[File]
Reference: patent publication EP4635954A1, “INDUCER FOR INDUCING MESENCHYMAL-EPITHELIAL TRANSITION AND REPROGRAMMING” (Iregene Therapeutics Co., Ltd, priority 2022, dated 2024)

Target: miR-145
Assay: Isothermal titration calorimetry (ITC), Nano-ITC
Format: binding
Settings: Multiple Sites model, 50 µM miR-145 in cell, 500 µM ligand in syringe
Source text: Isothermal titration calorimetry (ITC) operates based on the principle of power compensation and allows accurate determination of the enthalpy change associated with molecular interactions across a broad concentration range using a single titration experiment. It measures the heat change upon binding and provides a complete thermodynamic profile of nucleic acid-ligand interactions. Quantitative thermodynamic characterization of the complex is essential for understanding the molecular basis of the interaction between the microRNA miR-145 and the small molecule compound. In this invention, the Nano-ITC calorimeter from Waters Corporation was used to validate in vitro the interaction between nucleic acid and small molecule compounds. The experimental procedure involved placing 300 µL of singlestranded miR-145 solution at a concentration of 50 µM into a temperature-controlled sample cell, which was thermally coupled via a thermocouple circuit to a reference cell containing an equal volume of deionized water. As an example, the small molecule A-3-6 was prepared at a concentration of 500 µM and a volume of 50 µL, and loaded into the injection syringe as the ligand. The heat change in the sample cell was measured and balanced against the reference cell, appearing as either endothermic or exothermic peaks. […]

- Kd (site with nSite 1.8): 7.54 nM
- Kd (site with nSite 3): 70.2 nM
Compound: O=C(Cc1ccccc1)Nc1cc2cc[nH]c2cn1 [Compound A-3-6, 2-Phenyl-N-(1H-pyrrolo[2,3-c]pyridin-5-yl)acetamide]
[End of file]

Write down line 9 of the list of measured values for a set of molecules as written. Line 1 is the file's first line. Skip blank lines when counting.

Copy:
Compound: O=C(Cc1ccccc1)Nc1cc2cc[nH]c2cn1 [Compound A-3-6, 2-Phenyl-N-(1H-pyrrolo[2,3-c]pyridin-5-yl)acetamide]